I posted this back in 2008 as a blog post, but I thought I would give it a separate home here, where it is easily searchable when I can’t remember what I own! This is a list of the tools I use in my musical endeavors. They fall into two categories – instruments I own and instruments I want.

Current Instruments

I currently own the following instruments:

  • Amati Fluegelhorn: This is an instrument that I know very little about. It was a gift from the amazing Maxwell Spikes shortly before he passed on in 2014, a fantastic trumpeter and a wonderful friend, with whom I played in the East Bay Stompers. I received this instrument in 2013, and although I do not play it much, it has a very nice tone and plays very easily. I know little about its history, but it is a very nice horn and a good choice for a student musician due to the low price and very free-blowing nature of the instrument.
  • 1993 Bach Stradivarius 180-43G Trumpet: This seems to be a fairly rare make here in the United States. I purchased it in Japan in 1993, and have so far not encountered anyone who has the same horn over here. It has the distinction of being the most expensive instrument I have ever purchased. A couple of years ago I had the laquer removed and the horn is now in a raw brass state – which has mellowed the tone considerably. Please feel free to correct me if I am in error.
  • 1909 Conn EEb Helicon: I know very little about the history of this instrument. It was a gift from the wonderful Dick Akright, who owns Best Music Repair and A & G Music in Oakland, California. The horn, like many instruments of the era, is silver-plated with a satin finish, and features exquisite engraving on the bell. The original bits have long since disappeared, but a pair of modern sousaphone bits seem to work quite well. The horn has a very nice tone, and works very well in traditional jazz settings. The fingerings can prove to be a challenge, however, when I am actually reading music!
  • 1919 Conn Victor 80A Cornet: This instrument is my favorite cornet to play. It has the pure, mellow tone of the 1917, but a much larger (.484) bore, and the easy air flow that these horns were known for. In appearance it is lovely, having a rare, factory gold-plate finish and it is complete with a gorgeous engraving on the bell. The horn was in someone’s collection for years and plays about as close to new as one can get with a nearly century-old instrument. it has a working Bb-to-A mechanism and came complete with the original mouthpiece (also gold-plated) and mute.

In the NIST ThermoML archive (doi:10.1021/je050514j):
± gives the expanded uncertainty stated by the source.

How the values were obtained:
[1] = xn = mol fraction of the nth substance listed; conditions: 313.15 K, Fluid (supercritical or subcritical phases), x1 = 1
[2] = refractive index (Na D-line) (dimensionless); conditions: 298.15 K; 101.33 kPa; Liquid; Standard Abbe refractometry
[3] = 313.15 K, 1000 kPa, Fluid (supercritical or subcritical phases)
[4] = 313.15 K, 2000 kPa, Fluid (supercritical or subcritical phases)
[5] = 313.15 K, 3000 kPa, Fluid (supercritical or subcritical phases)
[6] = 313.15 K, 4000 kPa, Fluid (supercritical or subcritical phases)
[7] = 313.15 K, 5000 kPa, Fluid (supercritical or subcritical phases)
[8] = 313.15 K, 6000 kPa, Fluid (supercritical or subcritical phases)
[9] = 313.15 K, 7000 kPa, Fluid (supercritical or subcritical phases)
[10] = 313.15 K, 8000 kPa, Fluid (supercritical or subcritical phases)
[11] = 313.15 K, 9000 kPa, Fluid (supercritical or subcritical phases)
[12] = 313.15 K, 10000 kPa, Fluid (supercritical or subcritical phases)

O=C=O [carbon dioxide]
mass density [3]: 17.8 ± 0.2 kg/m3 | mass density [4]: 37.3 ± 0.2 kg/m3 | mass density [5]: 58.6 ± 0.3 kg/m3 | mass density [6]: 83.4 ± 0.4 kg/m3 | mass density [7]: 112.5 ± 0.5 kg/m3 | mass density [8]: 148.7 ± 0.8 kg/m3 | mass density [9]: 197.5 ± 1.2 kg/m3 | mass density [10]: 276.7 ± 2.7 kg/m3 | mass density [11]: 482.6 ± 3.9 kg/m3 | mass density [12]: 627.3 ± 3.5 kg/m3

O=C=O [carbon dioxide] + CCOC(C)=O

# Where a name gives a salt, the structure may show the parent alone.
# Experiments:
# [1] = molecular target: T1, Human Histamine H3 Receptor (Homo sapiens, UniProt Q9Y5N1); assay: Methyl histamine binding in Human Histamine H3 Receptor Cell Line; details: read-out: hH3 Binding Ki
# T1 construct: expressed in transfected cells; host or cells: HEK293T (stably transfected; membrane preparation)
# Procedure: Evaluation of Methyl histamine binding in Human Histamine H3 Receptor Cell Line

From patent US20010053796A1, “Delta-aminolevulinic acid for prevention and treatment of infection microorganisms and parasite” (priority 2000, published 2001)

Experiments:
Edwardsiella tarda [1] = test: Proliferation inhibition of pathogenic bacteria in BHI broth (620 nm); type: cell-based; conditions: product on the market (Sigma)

• 1927 Conn Victor 80A Cornet: This is a classic early-20th Century cornet. I got it on Ebay, and it was a very good deal. The appearance is only fair, but it plays extremely well. Like the Vocal, it has a silver exterior with a gold brass interior and the bell is highly engraved. The horn has a functional quick-change mechanism to switch from Bb into A. Originally he’s horns also could be changed to play in C, but the extra slides for that are missing. I later purchased an early 1900s-era HL Clarke contoured mouthpiece for this horn and the combination is exquisite. Like the 1919, this is a big-bore horn at .484 and it blows very, very freely.
  • 1917 Conn Wonder ‘Vocal’ Cornet: This is a classic early-20th Century, small-bore (.424) cornet. Like the fluegelhorn, I obtained it from my good friend and colleague, the late Maxwell Spikes. It has a silver exterior with a gold brass interior and the bell is highly engraved, as was customary for instruments of that era. The horn is interesting in that it has a rotary valve which can be used in conjunction with the extra set of tuning slides to change the horn from a Bb cornet to a C cornet. The horn came with both the original 1917 Conn Wonder mouthpiece and a more modern, trumpet-style mouthpiece that changes the traditional mellow, sweet voice of the horn to something more brassy.
  • 1912 Holton Special Tenor Trombone: This is a handmade Frank Holton horn from the year 1912. It is a silver exterior with a gold wash interior, and lacks a screw joint to connect the bell to the slide. It is also lacking a slide lock, so one is required to keep hold of the slide at all times, as the alternative can be disastrous. Like the Conn helicon and cornet, this horn is highly engraved on the bell. I had the slide rebuilt when I first obtained this horn and it serves as my trad jazz horn, as it has an excellent tone for that type of music.
  • 2014 Jinbao ‘Meister Hans Stauffer’ Alto Trombone: This is a copy of the Kuhnl&Hoyer ‘Slokar’ model. It is made by the Chinese company Jinbao and was imported by The Horn Guys. This horn has a gold brass bell, with a custom leadpipe made by Stauffer Brass in Los Angeles. It has a good tone and is a worthy introductory alto trombone, at a fraction of the price of the professional models.
  • 2014 Jinbao ‘Wessex Tubas’ BBb Contrabass Trombone: This is a copy of the Miraphone BBb model. It is made by the Chinese company Jinbao and was imported by Wessex Tubas. This horn is in silver plate and plays very well. It is an excellent choice for a casual contrabass player, as it is a fraction of the price of the professional models. However, the double slide will prove challenging to anyone not accustomed to it!